5 Best of 2017: Pediatrics Viewpoints

William T. Basco, Jr., MD


December 28, 2017

In This Article

Most Widely Read Viewpoints of 2017

At the end of each year, I like to revisit some of the most widely read pediatric Viewpoint columns from the previous 12 months. To no surprise, the most read articles of 2017 were about problems most commonly seen by pediatric providers (acute otitis media and obesity), challenging decisions (testing for pharyngitis), and information on treating a vexing condition (migraine). The popularity of these topics-as determined by you, our readers-and the comments they generated underscore how important they are in pediatric practice. Read on!

Treating AOM: 5 Days or 10?

In a clinical trial in children aged 6-23 months, Hoberman and colleagues[1] aimed to determine whether a 5-day course of antibiotic treatment was not inferior to a 10-day treatment course for the treatment of acute otitis media (AOM). All children had AOM with onset ≤ 48 hours before enrollment and had symptoms above an objective threshold determined by the researchers (assessed by looking for effusion, bulging, and scores on pain assessment tools). Parents were asked to report seven different items, including crying, irritability, tugging at the ears, fever, and other measures of how the child was feeling. The children were assigned to receive amoxicillin-clavulanate (90 mg/kg/day of the amoxicillin component) either for a standard duration of 10 days or for a reduced duration of 5 days followed by identical-looking placebo for 5 days.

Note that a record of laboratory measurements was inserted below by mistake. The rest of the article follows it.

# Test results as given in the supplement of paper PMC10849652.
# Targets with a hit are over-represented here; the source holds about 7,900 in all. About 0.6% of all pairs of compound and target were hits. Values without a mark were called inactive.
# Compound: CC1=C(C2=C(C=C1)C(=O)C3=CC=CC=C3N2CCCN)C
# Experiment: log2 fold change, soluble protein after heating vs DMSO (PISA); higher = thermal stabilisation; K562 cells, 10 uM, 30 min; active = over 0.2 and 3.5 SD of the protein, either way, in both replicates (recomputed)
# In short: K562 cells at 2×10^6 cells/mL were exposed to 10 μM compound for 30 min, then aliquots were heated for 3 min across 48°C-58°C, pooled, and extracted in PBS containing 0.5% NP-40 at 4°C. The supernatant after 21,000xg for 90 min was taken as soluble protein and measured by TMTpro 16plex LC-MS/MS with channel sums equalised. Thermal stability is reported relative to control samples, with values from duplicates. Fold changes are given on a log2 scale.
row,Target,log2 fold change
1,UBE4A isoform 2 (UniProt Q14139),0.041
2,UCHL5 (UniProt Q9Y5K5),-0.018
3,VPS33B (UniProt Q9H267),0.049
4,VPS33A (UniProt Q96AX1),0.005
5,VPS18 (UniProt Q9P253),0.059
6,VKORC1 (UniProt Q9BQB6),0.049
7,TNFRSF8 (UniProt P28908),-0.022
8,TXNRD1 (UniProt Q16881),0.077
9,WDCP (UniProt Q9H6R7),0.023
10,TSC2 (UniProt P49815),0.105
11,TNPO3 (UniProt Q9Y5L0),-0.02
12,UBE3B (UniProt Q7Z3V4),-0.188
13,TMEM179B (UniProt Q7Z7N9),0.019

The investigators followed the families to ensure medication adherence and obtain symptom reports, and the children completed a clinical examination at the end of therapy (day 12-14). Longer-term outcomes were assessed with in-office assessments every 6 weeks until each respective respiratory season ended. The main outcome of each episode of AOM was clinical success or clinical failure. A recurrence of AOM was any episode that occurred after day 16 from the initial diagnosis.

Slightly more than half (51%) of the enrolled children were younger than 1 year of age, and 58% had exposure to three or more other children for at least 10 hours weekly. Approximately 55% of all of the children had what was considered a severe illness, based on fever and pain, and 49% of the children had bilateral otitis at enrollment. The study was discontinued early because an interim analysis showed that the shorter course was not performing in a noninferior manner, with too many failures among the children treated for only 5 days. Clinical failure was 34% in the 5-day treatment group compared with 16% in the 10-day treatment group, correlating to a number-needed-to-treat of 6 to prevent one clinical failure. Even subgroup analysis showed that 10 days of treatment performed consistently better than 5 days. Symptom scores in the second week of enrollment (6-14 days) were consistently higher in the children who received 5 days of therapy compared with those who received 10 days of therapy. Of interest, the differences in frequency of diarrhea, diaper dermatitis, and effusion at the 2-week assessment between the two groups was not statistically significant.


This was the number-one pediatric Viewpoint of 2017, no doubt because of the prevalence of AOM in pediatric practice. I applaud this effort to determine whether we could reduce antibiotic exposure, but these data suggest that in these young children with AOM, the stewardship should not take the form of a reduced duration of therapy. That said, antimicrobial stewardship is an important need, and a clinician can still contribute to antimicrobial stewardship in the setting of AOM by being more careful in making the diagnosis and not overtreating the persistent effusions that were present in many study participants. Almost two thirds of these children, regardless of treatment group, still had effusions 2 weeks after initiating antimicrobial treatment. For a review of AOM diagnosis and treatment, see the AAP guideline.


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